Delaying Obamacare to Death
The president cannot change a law or decline to enforce it for policy reasons.

President Obama and HHS secretary Kathleen Sebelius


The point of all this is not to bore you to death but to contrast the arbitrary and seemingly open-ended delays of Obamacare with legitimate examples of delays to certain sections of statutes. In the above cases cited by the administration, delays were needed to ensure a smooth transition to changes in policy or clarify exactly who would be subject to new rules.

Not so with the delays of Obamacare. In its 227-page bulletin on the employer-mandate delay, Treasury referred to its bulletin of last July as a justification for the ongoing delays announced this week. In the earlier bulletin, the reason cited is a desire to “provide additional time for dialogue with stakeholders” and to “simplify the reporting requirements,” as well as to give employers extra “time to develop their systems for assembling and reporting the needed data.”

Have employers not had enough time to figure out how to report this stuff? In the four years since Obamacare’s passage, has the IRS not had enough time to figure out how to impose taxes on employers that don’t comply with the law? With this week’s announcement, the employer mandate for mid-sized firms has now been delayed two years from when it was originally supposed to take effect — and Treasury even hinted last week that it might delay the mandate yet again if things don’t go smoothly come 2016. Meanwhile, the mandate will go ahead, in a weakened form, for large firms beginning in 2015. Either there is a problem with the reporting requirements, or there isn’t. Why the arbitrary distinction?

The more likely explanation is that any attempt to enforce the mandate as originally written would have economic consequences in the form of both large and midsize employers’ cutting back hours, downsizing, and hiring fewer workers. In that case, the delay has nothing to do with the technical problems of implementing the mandate tax and everything to do with mitigating the harmful political effects of a deeply flawed and unpopular policy.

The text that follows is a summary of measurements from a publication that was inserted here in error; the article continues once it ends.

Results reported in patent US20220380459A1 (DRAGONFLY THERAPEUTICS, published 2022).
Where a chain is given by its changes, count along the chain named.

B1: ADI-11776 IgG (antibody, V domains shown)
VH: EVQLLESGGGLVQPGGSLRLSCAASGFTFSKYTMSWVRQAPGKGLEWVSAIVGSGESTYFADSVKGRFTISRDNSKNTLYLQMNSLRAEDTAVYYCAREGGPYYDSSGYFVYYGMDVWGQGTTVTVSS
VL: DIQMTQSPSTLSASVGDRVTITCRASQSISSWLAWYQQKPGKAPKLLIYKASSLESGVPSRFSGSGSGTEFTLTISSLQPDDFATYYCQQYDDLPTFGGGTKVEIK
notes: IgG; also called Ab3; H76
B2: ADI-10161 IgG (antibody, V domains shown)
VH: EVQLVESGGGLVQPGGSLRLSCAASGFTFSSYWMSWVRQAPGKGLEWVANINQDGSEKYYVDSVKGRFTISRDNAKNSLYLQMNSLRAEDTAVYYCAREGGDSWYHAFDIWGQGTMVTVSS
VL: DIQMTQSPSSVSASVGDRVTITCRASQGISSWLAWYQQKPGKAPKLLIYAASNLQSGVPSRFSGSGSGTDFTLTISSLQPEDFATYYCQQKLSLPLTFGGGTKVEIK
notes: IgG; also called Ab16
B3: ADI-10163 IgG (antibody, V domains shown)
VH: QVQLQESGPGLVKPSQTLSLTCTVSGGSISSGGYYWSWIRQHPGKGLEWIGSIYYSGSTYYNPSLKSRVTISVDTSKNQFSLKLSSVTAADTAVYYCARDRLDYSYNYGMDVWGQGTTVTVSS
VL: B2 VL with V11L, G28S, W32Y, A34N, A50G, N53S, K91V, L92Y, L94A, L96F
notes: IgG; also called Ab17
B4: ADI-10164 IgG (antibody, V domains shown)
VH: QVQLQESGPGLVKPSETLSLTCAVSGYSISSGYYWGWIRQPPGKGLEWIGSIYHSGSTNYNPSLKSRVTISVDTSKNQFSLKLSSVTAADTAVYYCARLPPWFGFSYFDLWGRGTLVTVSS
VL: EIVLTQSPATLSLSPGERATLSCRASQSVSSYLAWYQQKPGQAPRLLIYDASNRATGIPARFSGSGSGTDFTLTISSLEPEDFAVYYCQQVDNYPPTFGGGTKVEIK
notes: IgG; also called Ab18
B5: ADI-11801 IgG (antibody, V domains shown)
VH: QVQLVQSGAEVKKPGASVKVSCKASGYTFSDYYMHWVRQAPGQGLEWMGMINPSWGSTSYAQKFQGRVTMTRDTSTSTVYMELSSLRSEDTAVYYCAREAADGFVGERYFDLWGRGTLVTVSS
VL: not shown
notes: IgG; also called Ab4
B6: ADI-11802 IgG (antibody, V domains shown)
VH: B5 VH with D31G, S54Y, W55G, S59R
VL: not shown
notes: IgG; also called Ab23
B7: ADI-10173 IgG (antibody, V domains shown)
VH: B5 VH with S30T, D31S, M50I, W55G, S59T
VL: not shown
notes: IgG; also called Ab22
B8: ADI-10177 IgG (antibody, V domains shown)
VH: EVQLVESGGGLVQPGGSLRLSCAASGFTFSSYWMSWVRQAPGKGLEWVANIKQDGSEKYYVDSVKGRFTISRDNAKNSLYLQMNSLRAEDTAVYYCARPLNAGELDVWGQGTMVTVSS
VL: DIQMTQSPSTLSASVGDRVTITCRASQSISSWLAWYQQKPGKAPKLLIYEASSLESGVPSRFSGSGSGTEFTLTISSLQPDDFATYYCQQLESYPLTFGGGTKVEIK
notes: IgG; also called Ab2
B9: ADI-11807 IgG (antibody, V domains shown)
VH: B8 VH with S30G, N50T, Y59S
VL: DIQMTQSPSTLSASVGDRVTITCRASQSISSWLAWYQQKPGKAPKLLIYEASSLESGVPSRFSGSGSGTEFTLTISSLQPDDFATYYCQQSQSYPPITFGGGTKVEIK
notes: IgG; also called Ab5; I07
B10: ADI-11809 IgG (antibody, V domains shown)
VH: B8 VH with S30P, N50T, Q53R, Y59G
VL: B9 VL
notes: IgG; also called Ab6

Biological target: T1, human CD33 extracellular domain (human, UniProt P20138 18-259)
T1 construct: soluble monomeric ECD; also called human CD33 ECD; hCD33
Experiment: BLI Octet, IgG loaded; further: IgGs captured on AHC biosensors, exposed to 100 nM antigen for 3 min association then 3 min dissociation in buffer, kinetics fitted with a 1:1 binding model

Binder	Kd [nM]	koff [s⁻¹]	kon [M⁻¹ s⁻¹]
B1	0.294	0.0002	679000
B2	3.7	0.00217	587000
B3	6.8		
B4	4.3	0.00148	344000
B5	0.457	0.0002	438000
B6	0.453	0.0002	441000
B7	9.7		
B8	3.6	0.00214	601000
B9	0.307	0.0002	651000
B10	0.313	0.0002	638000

Trouble is, a U.S. president cannot decline to enforce laws for policy reasons, nor can he change a law. All he can do is sign, veto, or propose new legislation. In 1998, the U.S. Supreme Court in Clinton v. City of New York affirmed, “There is no provision in the Constitution that authorizes the president to enact, to amend, or to repeal statutes.” And this is not a simple matter of choosing not to collect penalties: As constitutional-law professor and Volokh Conspiracy co-founder Eugene Kontorovich noted, “The employers are not being relieved just from taxes, but from direct primary legal obligations to provide insurance.”

That is, major parts of Obamacare are effectively being repealed by the Obama administration in what amounts to rule by administrative decree — a far cry from John Adams’s notion that “we are a nation of laws, not of men.”

Arbitrary executive power of this sort might be expedient for the administration in the short term, but it dangerously undermines the rule of law. As my colleague Mario Loyola put it recently, “The power to say what the law is not is the same as the power to say what the law is, and under our Constitution the president doesn’t have that power.”

If the White House can repeal and rewrite major provisions of a sweeping new law like the ACA with nothing more than rickety excuses about “ensuring a smooth transition,” what will stop a future Republican president from doing the same for his own policy agenda?

That’s not something to look forward to, but something to fear. Our loyalty is and must always be to the Constitution. Delaying Obamacare to death, though it might be a short-term victory, would not be worth it if it meant sacrificing the rule of law. As the administration’s delays and justifications mount, we are ensuring a smooth transition not to a working health-care system, but to lawlessness.

— John Daniel Davidson is a senior health-care-policy analyst at the Texas Public Policy Foundation and a 2013 Lincoln Fellow of the Claremont Institute.